Three judges in the Court of Appeal ruled the trial Munir Farooqi of Manchester, given four life sentences in 2011 after his conviction for terrorist acts overseas, soliciting to murder and dissemination of terrorist publications was fair.
Trial evidence indicated his family's large Victorian house was used to hold meetings and radicalize recruits, the BBC reported Monday.
Following the conviction, Manchester police and Crown Prosecution Service announced they would seek to take the property since it was used for a terrorist purpose and had been "in the possession or control" of Farooqi at the time of the offenses.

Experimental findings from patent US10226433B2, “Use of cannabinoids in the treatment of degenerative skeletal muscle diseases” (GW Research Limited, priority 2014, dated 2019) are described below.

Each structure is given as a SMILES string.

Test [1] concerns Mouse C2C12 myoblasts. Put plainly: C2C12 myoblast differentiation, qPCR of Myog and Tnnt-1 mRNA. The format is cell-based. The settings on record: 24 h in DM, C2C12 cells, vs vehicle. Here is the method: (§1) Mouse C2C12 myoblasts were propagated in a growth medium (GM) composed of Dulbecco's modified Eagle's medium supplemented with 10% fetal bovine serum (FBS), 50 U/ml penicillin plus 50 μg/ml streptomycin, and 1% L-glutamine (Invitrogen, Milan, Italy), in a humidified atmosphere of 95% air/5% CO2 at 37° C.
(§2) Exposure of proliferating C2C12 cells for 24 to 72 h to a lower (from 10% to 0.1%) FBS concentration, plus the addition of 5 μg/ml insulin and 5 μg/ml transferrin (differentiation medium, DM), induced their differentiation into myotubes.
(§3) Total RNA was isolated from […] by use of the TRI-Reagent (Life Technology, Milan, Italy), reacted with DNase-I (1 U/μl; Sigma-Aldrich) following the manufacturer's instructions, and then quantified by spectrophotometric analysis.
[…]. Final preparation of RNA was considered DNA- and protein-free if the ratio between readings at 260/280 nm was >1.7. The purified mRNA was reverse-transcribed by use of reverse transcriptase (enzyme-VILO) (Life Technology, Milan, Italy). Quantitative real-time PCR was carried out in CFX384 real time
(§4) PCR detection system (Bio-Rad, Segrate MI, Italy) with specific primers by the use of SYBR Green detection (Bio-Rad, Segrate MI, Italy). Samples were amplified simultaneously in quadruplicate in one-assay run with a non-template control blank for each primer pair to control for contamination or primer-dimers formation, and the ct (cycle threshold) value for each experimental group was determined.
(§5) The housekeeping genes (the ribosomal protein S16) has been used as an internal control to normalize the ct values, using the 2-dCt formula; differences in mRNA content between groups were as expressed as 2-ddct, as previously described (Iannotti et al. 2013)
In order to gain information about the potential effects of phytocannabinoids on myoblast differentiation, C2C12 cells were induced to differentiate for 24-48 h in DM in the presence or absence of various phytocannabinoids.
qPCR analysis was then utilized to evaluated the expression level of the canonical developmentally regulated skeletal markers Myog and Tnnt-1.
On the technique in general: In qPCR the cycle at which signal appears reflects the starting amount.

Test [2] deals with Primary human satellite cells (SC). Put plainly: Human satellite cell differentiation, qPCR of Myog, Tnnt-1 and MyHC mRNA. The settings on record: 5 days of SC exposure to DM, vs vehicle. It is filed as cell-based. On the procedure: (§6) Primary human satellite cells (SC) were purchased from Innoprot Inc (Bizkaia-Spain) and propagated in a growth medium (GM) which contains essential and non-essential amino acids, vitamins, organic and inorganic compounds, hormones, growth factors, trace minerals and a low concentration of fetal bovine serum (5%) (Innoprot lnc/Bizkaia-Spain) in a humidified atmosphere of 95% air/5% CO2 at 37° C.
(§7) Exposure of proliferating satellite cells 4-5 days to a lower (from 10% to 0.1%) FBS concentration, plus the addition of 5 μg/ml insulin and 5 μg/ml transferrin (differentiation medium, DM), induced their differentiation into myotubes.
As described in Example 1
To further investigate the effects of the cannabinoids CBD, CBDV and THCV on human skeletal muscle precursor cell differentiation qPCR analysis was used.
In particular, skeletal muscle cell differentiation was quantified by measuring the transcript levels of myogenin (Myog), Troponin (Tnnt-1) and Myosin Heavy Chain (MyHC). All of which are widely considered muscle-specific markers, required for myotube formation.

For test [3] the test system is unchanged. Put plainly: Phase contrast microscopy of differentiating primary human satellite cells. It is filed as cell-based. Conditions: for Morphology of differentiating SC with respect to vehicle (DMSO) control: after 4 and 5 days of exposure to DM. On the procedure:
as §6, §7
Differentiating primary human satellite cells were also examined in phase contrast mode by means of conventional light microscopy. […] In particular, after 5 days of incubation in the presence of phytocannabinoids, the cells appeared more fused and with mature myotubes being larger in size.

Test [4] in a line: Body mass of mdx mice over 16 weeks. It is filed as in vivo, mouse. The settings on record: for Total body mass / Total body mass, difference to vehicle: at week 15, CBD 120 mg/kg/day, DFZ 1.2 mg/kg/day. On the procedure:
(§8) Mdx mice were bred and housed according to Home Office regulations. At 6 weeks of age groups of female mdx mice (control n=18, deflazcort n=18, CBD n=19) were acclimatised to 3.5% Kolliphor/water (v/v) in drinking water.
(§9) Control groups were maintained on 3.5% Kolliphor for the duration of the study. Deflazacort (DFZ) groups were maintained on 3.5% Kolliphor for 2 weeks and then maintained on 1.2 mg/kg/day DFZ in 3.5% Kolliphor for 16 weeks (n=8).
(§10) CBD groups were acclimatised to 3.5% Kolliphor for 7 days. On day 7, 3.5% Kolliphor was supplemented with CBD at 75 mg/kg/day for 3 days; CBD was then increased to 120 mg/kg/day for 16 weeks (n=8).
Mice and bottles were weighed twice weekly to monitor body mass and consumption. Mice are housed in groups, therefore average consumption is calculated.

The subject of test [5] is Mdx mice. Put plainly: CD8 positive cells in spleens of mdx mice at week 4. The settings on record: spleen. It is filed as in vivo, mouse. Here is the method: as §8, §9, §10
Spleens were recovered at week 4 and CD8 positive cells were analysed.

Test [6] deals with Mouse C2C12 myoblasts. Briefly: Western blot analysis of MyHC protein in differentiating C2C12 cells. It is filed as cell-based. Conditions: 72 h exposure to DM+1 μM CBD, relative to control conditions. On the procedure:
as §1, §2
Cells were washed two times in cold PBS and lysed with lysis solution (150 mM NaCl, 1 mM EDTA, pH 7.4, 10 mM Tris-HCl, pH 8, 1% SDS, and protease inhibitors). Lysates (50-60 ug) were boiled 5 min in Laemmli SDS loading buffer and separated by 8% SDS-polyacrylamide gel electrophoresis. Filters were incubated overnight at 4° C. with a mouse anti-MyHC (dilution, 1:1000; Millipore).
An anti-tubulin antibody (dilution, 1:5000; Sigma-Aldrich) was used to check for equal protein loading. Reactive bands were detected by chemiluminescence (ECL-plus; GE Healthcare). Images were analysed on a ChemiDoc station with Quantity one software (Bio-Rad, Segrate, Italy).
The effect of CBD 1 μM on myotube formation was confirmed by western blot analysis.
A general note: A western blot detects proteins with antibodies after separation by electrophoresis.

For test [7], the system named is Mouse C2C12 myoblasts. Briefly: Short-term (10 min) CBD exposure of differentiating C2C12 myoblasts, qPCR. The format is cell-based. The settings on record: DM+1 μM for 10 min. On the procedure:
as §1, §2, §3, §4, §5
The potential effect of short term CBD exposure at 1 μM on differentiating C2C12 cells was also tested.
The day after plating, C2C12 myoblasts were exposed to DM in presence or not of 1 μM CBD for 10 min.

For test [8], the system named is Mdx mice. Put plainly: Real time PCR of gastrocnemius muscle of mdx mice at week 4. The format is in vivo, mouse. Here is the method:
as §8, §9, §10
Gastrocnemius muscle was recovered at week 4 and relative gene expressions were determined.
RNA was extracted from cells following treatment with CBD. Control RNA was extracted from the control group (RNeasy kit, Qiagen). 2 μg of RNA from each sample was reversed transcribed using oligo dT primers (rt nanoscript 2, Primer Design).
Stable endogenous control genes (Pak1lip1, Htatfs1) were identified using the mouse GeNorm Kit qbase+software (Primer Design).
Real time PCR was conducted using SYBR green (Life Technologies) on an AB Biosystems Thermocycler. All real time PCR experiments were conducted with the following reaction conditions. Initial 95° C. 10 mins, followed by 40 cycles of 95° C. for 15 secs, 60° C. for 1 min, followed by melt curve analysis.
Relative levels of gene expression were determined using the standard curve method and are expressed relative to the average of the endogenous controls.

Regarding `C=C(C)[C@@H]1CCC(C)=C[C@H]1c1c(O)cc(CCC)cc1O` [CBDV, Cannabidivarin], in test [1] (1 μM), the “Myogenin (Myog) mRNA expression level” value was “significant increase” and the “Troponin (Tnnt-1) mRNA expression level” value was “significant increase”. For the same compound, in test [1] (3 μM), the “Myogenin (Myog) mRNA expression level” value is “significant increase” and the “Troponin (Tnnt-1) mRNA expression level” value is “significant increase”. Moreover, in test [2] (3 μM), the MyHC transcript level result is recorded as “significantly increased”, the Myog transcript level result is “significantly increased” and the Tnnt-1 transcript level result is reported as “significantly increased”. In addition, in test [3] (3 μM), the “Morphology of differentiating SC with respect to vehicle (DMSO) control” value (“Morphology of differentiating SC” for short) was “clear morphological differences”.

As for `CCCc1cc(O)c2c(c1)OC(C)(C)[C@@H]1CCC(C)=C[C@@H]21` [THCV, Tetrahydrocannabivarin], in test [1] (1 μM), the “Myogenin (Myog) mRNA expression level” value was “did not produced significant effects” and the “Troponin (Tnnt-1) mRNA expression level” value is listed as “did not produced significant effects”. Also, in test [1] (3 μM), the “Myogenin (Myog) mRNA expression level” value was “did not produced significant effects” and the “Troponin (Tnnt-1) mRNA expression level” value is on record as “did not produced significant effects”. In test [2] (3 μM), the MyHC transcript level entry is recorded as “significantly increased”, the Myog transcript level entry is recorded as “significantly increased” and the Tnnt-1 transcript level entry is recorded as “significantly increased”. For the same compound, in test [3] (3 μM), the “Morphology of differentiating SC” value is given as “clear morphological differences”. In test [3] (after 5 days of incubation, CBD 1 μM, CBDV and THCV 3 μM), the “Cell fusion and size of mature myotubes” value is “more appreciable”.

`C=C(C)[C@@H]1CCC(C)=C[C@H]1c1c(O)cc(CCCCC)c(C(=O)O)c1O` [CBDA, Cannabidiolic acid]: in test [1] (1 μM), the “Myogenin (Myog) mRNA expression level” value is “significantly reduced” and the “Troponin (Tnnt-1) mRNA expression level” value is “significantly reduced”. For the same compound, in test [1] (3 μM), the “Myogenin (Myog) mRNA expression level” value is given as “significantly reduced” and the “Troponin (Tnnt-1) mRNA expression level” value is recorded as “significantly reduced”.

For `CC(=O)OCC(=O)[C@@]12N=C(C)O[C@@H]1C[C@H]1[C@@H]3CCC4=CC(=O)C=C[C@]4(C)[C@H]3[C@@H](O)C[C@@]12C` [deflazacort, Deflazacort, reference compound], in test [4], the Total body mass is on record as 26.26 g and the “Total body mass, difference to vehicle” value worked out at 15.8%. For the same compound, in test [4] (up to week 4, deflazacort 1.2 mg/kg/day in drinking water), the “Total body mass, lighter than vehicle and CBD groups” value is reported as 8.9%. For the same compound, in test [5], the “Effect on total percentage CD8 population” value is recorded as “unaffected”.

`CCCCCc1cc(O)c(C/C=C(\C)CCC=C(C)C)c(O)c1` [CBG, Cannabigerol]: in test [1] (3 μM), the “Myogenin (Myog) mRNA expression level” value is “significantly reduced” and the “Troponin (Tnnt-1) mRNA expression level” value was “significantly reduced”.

The property forfeitures powers are a part of Britain's Terrorism Act 2000.
Farroqi's relatives, several of whom still live in the home, say they will fight the attempt at seizure, the BBC said.
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